Moscow speaking.
I have only read this post and watched the interview clips on the page of the Washington Post article, but I am already cringing.

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Dear Washington Post international desk: Does Russia's 'Putin Generation' have a soul?

Dear Washington Post international desk: Does Russia's 'Putin Generation' have a soul?

I have spent the last several days on the West Coast, hanging out with a circle of journalists from around the world -- think Asia, Europe, Latin America, Africa, etc.

As you would expect, when journalists get together it's rather common for us to talk about the news and, in particular, stories in major media that have captured our attention. #DUH

One of the stories that came up for discussion this week was a Washington Post feature that ran with this headline: "The Putin Generation -- Young Russians are Vladimir Putin’s biggest fans." The bottom line: That headline clashed with the impressions several of these journalists have had in the recent past while working in Russia or talking with Russia experts.

In particular (here comes the GetReligion "ghost"), several journalists wanted to know more about the role that moral, cultural and religious issues -- think LGBTQ questions, to name one example -- played in this equation.

To be blunt: The story contains no information on moral and religious issues at all. However, there is evidence that it should have.

Hold that thought, while we explore the overture:

KURGAN, Russia -- A young woman, riding a city bus to her journalism class, enjoys using the time to scroll through an independent news site that can be scathing in its reports on Russia’s authoritarian president -- leaving her to wrestle with a paradox, the paradox of her generation.
“What the Russian soul demands,” says Yekaterina Mamay, “is that there be one strong politician in the country who resembles a czar.”
In Russia’s upcoming presidential election, the 20-year-old student, who knows that journalism in her country is not free, will nonetheless vote to reelect Vladimir Putin.
Here, where the forest of the taiga meets the grassy steppe, the “Putin Generation” is no different from anywhere else across Russia’s vastness: coming of age without a rebellious streak. Today’s Russian young adults have no memory of life before Putin, who first took power as their president 18 years ago. Some have taken to the streets in protest, but social scientists say many more have grown to accept him. Polls show that Putin enjoys greater support among youth than among the public at large.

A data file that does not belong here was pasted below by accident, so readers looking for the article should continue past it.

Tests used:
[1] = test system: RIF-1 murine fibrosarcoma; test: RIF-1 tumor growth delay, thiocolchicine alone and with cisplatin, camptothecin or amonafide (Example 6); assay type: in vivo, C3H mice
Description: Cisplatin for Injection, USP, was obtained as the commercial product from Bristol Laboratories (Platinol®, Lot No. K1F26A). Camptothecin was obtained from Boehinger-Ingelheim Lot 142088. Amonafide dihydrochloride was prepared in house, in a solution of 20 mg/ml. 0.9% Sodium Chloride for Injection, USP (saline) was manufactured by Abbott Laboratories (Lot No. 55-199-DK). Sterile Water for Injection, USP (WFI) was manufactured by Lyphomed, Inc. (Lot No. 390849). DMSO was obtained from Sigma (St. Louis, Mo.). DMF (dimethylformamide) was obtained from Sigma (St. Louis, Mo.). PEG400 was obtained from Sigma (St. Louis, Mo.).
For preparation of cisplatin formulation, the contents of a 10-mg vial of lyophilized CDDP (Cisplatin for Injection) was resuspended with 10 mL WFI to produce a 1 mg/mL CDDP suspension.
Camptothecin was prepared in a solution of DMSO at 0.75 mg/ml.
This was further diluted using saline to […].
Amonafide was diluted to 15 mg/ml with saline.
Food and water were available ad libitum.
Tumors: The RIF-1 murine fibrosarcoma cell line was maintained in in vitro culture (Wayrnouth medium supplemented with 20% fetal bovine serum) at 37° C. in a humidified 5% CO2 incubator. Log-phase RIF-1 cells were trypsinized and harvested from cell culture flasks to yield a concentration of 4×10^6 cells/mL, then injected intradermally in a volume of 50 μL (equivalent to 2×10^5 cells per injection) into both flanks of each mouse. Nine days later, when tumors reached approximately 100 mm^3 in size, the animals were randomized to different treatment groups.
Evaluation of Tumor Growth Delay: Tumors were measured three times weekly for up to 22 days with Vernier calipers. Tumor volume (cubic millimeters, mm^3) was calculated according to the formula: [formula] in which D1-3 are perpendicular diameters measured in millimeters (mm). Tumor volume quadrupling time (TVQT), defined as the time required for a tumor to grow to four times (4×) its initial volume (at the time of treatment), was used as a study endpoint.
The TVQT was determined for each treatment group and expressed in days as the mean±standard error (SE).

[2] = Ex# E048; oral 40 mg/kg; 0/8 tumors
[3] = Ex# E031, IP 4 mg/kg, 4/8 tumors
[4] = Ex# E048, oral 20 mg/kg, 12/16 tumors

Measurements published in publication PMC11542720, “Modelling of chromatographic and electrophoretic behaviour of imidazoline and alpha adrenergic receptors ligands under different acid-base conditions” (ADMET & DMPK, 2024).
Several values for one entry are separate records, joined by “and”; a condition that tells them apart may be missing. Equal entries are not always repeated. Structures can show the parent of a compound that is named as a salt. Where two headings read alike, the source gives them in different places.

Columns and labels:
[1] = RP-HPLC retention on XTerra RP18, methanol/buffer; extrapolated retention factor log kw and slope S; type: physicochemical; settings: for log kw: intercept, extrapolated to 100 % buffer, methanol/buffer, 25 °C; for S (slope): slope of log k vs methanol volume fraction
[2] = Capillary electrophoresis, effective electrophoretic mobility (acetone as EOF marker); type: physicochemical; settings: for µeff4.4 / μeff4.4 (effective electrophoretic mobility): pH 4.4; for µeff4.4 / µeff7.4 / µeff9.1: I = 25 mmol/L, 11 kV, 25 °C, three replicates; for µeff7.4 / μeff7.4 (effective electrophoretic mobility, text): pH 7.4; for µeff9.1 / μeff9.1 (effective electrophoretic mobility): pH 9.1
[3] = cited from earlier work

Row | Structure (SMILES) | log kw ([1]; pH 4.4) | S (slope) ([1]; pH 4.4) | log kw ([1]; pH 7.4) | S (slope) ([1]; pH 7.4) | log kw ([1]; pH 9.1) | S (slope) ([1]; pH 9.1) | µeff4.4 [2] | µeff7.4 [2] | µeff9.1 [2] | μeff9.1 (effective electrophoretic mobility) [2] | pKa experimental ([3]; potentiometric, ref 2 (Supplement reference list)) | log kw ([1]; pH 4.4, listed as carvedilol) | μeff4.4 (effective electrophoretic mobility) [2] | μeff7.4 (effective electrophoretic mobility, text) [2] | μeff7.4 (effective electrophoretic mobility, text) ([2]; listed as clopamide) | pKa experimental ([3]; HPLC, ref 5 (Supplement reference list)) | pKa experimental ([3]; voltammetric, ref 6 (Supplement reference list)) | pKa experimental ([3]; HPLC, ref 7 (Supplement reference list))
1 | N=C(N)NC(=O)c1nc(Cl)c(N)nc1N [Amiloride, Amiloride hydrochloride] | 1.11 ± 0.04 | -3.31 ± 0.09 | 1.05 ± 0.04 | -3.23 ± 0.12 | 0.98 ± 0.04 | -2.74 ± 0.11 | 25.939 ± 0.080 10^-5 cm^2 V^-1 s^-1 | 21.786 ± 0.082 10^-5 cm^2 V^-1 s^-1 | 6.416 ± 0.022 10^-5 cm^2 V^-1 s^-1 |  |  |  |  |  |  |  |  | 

OK, I'll ask: What kinds of issues have driven young Russians into the street in the past? What Putin-era issues have they protested?

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With Russia all over U.S. news map right now, how fares its huge Orthodox Church?

With Russia all over U.S. news map right now, how fares its huge Orthodox Church?

Most news calendars list Russia’s presidential vote on Sunday, March 18. That’s the very date the nation officially confiscated Ukraine's Crimea with its 2 million people and 10,000 square miles of territory.

Journalists can relax and write up incumbent Vladimir Putin's victory in advance, then simply toss in ballot numbers. As in the grim Soviet past, another term is foreordained by manipulation of the process and consequent lack of competition. No need for the April runoff.

Russia over-all is of keen interest  for Americans and the American media with those allegations of campaign “collusion,”  revelations about efforts to manipulate U.S. voters in 2016 and 2018, debate over sanctions, and the ongoing mystery of why autocrat Putin is a rare politician President Donald Trump does not insult.

In addition to politics, there’s a historic religious turnabout in Russia that stateside reporters could  well develop through interviews with the experts. The dominant Orthodox Church, which managed to survive Communist terror and regained freedom, has latterly emerged as a strategic prop for Putin’s Kremlin. 

If that election day peg doesn't work for your outlet, another signal event comes July 17. That's the Orthodox feast day of the doomed final czar, Nicholas II, and his family, shot to death by Bolshevik revolutionaries in 1918 and canonized by the national church in 2000 as saints and "passion-bearers."  

The Economist published a solid Russian Orthodox situationer February 3 that’s behind a pay wall, so The Guy will summarize key points for any writer interested in this. (Side comment: It’s hard to make do without this British newsweekly despite the $152 subscription price. It echoes the happy heyday when Time and Newsweek had substantive foreign news sections competing each week, drawing upon ample field reporting and research, all neatly distilled by a knowledgeable writer into a readable page.)

The magazine found a great lede. Each January 18, masses of Russians cut cross-shaped holes into lake ice and plunge into the sub-zero waters to commemorate the baptism of Jesus Christ. This year, campaigner Putin joined the throng at Lake Seliger, crossed himself, and leaped in.